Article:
On March 21, he met with Vice President Joe Biden, who's led a task force on curbing gun violence, as well as families from Newtown, Conn., to discuss federal gun laws. Bloomberg has also held a closed-door meeting with former Arizona Rep. Gabrielle Giffords, herself the survivor of an assassination attempt, who has called for stricter gun laws following the Newtown shooting and has publicly chided the president for not taking leadership on gun control.

Conspicuous in many of these appearances and meetings is disdain for the NRA, which the mayor has said is engaged in "a shameful evasion of the crisis facing our country."

Mr. Arulanandam says Bloomberg is going after law-abiding gun owners rather than targeting gun violence.

"The NRA is interested in doing substantive things to make sure that we reduce the problem of violence in this country," he says. "The mayor has dedicated his bank account to eradicating a constitutional right. We have determined to make sure that he fails."

The NRA does not support universal background checks or an assault weapons ban but does support restricting firearm access to "criminals and the mentally ill with violent tendencies," Arulanandam says.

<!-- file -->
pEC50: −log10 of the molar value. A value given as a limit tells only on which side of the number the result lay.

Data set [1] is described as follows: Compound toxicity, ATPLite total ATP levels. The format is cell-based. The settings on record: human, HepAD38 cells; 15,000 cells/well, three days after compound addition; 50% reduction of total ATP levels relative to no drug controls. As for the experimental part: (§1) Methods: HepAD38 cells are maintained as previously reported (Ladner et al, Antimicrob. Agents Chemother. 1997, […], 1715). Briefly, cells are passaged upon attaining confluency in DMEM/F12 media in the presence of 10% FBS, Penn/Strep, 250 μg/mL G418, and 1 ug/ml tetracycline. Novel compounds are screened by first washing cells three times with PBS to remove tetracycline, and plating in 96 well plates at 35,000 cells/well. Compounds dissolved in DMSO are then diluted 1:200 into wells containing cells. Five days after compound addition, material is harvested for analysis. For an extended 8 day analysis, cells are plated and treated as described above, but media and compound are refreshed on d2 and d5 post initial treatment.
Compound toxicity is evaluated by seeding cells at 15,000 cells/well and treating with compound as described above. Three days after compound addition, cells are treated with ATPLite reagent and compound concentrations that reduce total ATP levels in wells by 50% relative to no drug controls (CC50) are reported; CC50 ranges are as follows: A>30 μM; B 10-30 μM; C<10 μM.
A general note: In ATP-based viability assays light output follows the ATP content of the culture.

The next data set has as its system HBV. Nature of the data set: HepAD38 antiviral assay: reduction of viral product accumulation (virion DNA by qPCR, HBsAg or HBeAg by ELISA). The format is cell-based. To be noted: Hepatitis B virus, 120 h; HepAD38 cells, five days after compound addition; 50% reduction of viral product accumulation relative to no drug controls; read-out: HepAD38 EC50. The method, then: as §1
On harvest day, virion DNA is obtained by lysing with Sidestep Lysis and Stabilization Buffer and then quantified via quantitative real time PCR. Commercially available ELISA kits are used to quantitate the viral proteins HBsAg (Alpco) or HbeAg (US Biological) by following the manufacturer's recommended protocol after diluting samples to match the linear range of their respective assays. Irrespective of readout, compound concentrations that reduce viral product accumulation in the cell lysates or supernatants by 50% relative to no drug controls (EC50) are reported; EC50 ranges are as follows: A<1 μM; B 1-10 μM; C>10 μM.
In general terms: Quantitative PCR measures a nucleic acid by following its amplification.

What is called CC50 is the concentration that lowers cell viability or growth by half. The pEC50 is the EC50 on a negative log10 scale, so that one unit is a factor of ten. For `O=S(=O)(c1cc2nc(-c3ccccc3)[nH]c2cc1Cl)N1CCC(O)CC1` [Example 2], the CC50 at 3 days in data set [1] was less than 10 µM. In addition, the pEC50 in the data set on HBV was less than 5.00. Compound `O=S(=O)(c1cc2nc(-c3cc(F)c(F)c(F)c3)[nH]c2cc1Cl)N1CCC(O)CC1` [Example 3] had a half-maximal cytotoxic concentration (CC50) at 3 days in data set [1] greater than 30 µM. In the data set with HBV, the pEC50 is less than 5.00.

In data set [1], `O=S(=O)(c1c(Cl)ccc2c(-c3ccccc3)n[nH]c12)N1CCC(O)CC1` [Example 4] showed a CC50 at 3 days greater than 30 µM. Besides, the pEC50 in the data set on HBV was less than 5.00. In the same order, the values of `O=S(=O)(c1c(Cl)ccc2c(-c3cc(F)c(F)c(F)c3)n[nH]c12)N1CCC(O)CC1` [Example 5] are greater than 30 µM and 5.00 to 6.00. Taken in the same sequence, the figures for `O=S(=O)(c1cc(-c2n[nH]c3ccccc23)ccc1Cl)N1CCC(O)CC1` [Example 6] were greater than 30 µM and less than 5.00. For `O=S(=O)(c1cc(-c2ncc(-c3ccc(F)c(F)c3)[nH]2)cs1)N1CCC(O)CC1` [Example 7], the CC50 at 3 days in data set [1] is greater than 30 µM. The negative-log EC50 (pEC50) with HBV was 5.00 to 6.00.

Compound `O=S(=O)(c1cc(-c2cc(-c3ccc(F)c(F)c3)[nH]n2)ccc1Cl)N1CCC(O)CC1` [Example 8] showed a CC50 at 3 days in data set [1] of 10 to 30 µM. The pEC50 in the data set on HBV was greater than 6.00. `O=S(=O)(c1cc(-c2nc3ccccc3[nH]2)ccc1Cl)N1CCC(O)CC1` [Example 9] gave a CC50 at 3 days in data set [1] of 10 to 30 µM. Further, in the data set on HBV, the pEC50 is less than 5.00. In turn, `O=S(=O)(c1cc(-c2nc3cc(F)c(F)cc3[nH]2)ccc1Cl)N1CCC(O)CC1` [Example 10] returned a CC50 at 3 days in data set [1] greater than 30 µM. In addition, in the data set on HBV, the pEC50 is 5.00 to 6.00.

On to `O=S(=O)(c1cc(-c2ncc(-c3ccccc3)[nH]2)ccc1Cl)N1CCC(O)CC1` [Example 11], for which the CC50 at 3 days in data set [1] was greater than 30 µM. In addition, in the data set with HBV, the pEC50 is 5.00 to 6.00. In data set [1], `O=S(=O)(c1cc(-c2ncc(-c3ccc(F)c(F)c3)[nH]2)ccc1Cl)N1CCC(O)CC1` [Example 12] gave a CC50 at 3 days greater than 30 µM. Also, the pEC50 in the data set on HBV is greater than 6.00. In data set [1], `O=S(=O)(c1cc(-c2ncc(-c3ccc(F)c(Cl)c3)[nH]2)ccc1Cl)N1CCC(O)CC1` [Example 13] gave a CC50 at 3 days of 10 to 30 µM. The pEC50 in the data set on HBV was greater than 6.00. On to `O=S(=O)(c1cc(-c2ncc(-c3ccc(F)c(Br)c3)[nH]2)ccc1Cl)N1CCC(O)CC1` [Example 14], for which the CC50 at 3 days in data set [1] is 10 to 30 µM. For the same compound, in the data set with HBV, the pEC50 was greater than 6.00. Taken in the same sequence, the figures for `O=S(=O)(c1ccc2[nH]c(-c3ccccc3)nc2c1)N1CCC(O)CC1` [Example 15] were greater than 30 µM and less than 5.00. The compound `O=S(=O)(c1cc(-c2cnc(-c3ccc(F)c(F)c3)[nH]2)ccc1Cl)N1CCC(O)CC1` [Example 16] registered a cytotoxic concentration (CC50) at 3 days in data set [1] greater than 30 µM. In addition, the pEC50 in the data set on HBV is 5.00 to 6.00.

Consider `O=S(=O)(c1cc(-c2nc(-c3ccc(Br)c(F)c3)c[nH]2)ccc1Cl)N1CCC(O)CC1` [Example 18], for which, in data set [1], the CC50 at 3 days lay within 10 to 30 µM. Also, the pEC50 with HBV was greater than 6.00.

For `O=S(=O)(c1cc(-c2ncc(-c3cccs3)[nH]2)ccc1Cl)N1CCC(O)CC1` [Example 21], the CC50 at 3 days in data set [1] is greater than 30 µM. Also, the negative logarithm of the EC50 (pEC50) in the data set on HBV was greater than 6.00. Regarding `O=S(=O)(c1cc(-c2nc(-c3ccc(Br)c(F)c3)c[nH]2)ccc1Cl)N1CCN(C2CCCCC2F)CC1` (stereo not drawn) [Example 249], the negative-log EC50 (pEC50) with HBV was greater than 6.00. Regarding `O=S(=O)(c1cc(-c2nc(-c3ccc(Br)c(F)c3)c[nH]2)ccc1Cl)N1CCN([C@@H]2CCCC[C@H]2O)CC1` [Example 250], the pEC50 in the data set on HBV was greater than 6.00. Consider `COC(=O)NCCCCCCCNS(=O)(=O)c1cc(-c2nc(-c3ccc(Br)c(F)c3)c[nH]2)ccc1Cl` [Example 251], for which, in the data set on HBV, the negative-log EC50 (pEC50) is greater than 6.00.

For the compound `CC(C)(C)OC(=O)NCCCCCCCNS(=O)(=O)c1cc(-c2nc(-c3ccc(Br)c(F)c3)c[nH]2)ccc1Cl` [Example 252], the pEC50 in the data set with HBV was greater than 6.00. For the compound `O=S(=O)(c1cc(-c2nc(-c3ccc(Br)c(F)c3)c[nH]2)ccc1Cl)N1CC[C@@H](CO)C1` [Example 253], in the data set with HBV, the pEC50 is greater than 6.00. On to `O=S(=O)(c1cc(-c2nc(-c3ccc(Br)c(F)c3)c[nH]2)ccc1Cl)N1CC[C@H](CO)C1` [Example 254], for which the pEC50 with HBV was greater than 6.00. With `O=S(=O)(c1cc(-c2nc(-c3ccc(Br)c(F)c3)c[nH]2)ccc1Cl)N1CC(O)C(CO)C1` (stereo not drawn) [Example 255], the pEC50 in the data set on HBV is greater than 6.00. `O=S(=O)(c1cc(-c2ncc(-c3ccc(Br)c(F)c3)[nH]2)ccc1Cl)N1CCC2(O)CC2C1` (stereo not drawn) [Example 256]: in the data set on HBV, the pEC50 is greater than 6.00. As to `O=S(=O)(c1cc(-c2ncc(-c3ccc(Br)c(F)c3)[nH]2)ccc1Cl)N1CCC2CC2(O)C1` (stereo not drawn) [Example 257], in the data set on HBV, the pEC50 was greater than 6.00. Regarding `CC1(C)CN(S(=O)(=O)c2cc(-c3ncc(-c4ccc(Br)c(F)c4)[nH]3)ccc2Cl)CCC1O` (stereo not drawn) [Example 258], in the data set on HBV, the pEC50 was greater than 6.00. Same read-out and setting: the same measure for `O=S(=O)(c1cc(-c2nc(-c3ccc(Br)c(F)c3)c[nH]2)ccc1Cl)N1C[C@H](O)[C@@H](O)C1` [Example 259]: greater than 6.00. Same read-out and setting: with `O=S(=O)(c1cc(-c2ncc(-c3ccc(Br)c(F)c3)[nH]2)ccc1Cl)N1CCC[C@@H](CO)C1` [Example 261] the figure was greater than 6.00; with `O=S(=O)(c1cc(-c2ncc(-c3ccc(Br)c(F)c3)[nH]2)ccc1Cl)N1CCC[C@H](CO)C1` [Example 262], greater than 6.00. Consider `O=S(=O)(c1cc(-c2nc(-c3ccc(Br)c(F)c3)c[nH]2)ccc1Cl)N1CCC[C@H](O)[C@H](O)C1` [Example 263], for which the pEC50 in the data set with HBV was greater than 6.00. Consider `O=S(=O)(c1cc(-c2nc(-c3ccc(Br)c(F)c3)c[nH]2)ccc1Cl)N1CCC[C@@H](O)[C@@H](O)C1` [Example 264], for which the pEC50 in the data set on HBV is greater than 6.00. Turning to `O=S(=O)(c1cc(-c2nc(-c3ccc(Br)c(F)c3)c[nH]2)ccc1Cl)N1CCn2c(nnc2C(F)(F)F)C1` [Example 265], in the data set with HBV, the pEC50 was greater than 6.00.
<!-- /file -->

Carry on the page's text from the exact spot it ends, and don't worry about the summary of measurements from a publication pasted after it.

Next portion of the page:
"Gun bans and other bans, we don't think it's a proper or constructive way of addressing the problem of violence in our society," he says.

Mr. Feinblatt counters that it was gun violence that spurred Bloomberg to push for more gun control in the first place.

"Eighty-five percent of guns recovered from crime scenes in New York come from out of state," he says. "We have an obligation to point out that this is a national problem; it requires a national solution."

Though both sides are on a spending spree to push their respective agendas, the sums remain asymmetrical.

The NRA had a budget of $307 million in 2010. In 2011 – before Bloomberg entered the fray – "the combined budgets of all the groups trying to prevent gun violence came to around $16 million," The New York Times reported.

In last November's elections, Bloomberg's super PAC donated roughly $9.6 million to seven candidates in state races, according to Friedman. The NRA, by contrast, spent more than $25 million in the 2012 elections, most of which went to attack Mr. Obama and support GOP presidential nominee Mitt Romney, according to the Center for Responsive Politics.

To overcome the NRA, Independence USA and other gun-control groups will have to form a more well-organized, well-funded coalition, gun-debate watchers say.

"The NRA's power has been affected permanently," says John McGlennon, a political scientist at The College of William & Mary in Williamsburg, Va. "But the real key will be whether there emerges any kind of organized, permanent apparatus to carry on [Bloomberg's] campaign."

Of course, those who know the mayor, and his propensity to gravitate toward seemingly unconquerable challenges, expect him to keep up the fight long after he leaves office at the end of 2013.

"Mayor Bloomberg has had issues he's been very strong on throughout his mayoralty that he's made clear he'll continue to advocate on behalf of post-mayoralty," Friedman says. "Gun safety is one of them."

Recommended: How much do you know about the Second Amendment? A quiz.